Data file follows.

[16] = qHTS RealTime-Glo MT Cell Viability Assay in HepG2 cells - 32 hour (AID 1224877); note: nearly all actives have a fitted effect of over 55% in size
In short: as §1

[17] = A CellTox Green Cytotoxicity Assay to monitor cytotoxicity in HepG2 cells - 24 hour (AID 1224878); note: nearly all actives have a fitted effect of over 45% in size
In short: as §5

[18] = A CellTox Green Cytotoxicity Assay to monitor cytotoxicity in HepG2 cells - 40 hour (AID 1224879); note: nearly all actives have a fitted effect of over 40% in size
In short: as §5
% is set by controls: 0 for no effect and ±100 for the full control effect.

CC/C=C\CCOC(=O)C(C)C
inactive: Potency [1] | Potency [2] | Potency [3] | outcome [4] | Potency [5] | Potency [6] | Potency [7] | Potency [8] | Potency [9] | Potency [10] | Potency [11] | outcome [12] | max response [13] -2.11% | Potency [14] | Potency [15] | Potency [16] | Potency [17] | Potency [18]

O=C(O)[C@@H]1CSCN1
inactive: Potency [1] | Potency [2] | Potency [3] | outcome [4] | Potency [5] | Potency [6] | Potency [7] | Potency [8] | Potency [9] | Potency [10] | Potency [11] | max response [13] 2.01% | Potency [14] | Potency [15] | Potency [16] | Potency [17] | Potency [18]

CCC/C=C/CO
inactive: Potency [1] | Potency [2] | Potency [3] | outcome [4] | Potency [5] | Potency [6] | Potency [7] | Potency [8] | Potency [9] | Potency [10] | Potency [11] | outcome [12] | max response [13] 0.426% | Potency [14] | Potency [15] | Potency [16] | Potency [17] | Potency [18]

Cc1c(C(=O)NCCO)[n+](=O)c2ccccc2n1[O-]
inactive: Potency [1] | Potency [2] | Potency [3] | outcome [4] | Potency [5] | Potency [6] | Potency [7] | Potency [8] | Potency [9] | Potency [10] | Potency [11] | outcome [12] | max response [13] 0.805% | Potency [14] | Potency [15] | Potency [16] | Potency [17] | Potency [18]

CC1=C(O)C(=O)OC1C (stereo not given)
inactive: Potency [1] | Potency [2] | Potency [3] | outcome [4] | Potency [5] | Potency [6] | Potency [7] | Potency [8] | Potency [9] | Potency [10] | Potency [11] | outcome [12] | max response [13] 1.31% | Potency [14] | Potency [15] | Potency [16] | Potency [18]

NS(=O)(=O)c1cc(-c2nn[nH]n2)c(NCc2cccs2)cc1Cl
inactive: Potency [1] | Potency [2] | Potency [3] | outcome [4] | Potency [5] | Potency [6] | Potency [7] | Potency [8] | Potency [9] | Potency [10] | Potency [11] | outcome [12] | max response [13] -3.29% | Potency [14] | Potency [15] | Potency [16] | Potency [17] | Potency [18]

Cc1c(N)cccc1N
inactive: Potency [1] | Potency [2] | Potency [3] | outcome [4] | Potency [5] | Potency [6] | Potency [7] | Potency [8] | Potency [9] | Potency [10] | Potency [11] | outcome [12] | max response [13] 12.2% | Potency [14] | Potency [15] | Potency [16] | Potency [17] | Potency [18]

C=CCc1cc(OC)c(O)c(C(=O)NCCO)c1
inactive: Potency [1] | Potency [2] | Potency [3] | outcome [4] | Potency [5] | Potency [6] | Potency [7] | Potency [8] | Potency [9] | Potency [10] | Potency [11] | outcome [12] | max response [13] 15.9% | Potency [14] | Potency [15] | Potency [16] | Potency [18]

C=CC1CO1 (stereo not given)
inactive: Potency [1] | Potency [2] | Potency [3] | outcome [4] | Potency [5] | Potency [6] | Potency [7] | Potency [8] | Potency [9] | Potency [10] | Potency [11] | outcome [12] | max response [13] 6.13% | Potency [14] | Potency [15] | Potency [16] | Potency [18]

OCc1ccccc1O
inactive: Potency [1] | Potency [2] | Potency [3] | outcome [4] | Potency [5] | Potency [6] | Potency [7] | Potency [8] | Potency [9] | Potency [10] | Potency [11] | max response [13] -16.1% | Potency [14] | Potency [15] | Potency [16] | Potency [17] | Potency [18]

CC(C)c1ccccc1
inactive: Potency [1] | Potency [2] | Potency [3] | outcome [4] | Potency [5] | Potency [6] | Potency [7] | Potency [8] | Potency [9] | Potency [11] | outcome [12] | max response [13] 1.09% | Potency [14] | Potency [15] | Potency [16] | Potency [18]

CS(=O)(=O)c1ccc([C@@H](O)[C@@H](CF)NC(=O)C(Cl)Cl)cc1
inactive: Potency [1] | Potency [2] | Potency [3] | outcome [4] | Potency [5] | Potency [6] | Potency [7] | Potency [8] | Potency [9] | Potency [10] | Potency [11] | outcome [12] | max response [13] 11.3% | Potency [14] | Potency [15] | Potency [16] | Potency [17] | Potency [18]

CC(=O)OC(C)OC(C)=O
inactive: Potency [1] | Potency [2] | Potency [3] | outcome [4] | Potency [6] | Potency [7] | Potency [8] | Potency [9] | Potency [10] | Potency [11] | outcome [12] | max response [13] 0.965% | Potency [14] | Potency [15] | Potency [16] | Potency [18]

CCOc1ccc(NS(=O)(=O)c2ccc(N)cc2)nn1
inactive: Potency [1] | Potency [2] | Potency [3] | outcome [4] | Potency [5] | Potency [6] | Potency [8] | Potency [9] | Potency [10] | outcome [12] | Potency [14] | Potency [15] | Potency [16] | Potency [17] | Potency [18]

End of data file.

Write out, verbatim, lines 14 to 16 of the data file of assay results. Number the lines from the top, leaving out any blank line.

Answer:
Cc1c(C(=O)NCCO)[n+](=O)c2ccccc2n1[O-]
inactive: Potency [1] | Potency [2] | Potency [3] | outcome [4] | Potency [5] | Potency [6] | Potency [7] | Potency [8] | Potency [9] | Potency [10] | Potency [11] | outcome [12] | max response [13] 0.805% | Potency [14] | Potency [15] | Potency [16] | Potency [17] | Potency [18]

CC1=C(O)C(=O)OC1C (stereo not given)